The panellists then discussed the importance of dispute boards. This type of alternative dispute resolution is very helpful in avoiding future litigations/arbitrations. With first-hand experience on this matter, Ms. Drummond noticed that construction issues were easily and early solved through dispute boards, because evidence were produced and analysed by experts almost instantaneously. Ms. Bao also added that in Asia dispute boards are normally used by government bodies in telecommunication disputes.

Mr. Feris concluded the panel mentioning an important development for construction arbitration: the Building Information Modelling (“BIM”). BIM is a process for creating and managing information on a construction project throughout its whole life cycle. As part of this process, a coordinated digital description of every aspect of the built asset is developed, using a set of appropriate technology. If created during the construction, it provides the parties and the arbitrator with a more objective and empirical measuring stick for comparing the parties’ intent with a project’s completion.

Many questions though arise from this subject: Do arbitrators have the required knowledge to manage this tool? Do arbitral institutions have the adequate server provider to store all the information uploaded on the BIM? If parties have not created a BIM during the construction, is it worth to do so in the arbitration? These are some of the questions discussed during the panel that we may need to answer very soon.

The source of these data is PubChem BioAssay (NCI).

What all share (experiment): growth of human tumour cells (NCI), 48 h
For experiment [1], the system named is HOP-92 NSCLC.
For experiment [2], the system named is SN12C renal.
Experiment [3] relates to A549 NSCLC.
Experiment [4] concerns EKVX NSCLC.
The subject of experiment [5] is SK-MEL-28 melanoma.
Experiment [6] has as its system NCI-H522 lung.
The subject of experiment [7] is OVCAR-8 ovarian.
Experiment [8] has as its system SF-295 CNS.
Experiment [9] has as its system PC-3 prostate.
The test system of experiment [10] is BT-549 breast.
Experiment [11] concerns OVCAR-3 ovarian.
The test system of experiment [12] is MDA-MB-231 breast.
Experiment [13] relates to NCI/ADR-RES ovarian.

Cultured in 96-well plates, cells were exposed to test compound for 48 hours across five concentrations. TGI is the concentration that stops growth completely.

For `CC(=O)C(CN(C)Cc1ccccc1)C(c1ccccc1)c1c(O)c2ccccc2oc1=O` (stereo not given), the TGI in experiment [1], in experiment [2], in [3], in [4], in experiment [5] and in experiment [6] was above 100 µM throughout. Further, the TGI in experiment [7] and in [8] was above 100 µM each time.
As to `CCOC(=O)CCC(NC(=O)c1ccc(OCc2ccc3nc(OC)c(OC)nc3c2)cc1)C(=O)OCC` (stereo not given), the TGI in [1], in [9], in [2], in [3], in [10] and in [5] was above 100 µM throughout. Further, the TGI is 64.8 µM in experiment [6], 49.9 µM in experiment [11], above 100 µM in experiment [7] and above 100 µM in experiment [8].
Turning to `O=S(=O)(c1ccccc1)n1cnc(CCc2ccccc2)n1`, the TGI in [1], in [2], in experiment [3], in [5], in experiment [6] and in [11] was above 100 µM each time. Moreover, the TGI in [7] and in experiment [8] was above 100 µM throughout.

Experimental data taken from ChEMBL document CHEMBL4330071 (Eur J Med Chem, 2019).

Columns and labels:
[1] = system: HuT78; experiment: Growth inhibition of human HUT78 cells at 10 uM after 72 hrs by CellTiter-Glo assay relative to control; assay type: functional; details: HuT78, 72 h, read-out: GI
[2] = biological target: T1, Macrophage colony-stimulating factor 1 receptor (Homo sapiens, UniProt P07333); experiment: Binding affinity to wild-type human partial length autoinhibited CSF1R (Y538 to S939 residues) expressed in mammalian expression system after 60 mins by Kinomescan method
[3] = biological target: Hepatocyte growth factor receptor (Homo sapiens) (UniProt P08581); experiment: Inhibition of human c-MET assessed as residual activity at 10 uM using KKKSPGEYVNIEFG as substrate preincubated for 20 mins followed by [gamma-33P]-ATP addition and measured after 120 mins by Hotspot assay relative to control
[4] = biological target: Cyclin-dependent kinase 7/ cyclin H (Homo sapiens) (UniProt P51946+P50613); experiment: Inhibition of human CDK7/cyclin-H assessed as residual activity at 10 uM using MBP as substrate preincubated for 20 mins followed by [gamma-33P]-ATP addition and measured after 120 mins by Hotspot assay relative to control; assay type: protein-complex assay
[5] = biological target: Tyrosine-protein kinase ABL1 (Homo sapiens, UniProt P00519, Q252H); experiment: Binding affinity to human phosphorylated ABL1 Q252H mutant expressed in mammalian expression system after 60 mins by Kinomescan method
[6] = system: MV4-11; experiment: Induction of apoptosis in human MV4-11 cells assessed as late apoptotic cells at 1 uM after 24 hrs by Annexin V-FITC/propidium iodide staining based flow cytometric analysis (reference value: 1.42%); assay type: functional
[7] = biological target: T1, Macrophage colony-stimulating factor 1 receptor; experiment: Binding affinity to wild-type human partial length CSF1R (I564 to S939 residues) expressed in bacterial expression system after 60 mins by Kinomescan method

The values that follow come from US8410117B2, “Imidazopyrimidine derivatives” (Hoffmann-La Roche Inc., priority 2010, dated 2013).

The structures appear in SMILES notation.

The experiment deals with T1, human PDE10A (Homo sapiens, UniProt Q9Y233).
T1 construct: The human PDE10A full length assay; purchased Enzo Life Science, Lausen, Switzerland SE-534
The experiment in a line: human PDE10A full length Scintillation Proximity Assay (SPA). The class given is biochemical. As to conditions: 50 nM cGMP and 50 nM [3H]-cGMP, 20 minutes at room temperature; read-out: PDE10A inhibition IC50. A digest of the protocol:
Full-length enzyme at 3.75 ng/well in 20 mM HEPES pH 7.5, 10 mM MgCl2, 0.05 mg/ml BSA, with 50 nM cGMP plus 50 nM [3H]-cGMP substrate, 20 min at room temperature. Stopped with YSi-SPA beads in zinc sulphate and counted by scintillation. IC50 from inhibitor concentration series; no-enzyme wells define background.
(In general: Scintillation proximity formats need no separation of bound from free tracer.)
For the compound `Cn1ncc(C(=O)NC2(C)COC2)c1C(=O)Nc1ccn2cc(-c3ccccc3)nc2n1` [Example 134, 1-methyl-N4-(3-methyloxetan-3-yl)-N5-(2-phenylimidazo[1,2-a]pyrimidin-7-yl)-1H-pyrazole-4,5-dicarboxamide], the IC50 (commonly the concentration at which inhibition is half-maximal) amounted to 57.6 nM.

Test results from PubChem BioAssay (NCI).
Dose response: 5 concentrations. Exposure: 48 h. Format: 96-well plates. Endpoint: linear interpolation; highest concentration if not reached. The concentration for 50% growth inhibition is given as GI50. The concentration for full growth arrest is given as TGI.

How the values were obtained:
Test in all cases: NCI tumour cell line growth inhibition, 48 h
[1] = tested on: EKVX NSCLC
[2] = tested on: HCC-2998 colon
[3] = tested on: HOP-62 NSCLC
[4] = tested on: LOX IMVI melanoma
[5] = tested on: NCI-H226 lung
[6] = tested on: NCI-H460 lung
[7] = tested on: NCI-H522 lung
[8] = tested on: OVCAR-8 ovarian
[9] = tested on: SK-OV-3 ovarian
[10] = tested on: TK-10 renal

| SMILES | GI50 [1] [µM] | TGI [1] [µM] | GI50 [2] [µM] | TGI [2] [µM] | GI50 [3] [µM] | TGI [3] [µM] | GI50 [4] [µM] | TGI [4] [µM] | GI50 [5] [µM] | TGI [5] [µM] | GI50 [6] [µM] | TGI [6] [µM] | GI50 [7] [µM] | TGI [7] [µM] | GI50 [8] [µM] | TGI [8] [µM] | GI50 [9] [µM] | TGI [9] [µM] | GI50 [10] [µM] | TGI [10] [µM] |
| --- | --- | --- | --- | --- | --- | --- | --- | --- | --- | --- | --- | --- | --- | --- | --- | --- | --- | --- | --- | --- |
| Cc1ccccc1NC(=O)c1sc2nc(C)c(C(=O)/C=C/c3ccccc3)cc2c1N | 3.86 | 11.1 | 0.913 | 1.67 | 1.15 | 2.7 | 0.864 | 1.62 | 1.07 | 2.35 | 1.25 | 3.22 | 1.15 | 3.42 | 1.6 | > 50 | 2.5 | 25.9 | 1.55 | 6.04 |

The past and future of arbitration are connected. Solid achievements reached in the last century provided us with the necessary experience to build a meaningful portfolio of dispute resolution methods for our clients. However, new technology, new sort of claims, and new forms of dispute resolution have already arisen and will arise in the next decades. As dispute resolution services practitioners we must be prepared for these changes.

Quoting Mr. José Emilio Nunes Pinto’s passionate endnote speech, the ICC Court – or “the Queen” is an example of institution that, although completed 100 years, “has never been old”. To the contrary, the ICC Court has aways played a vanguard position to adopt new trends faced by its time, while advocating for an impartial venue for its clients. As Mr. Pinto’s listed, artificial Intelligence has never been a problem, neither language, nor cultural differences. Accordingly, it is our mission not to shift this premise!


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1 Mr. Eduardo Damião Gonçalves (Partner, Mattos Filho Advogados), Ms. Selma Maria Ferreira Lemes (Partner, Selma Lemes Advogados), Mr. Fabiano Robalinho (Partner, Sergio Bermudes Advogados), Ms. Elaine Carvalho (Partner, Machado Meyer Advogados), and Ms. Sandra González (Partner, Ferrere, Montevideo).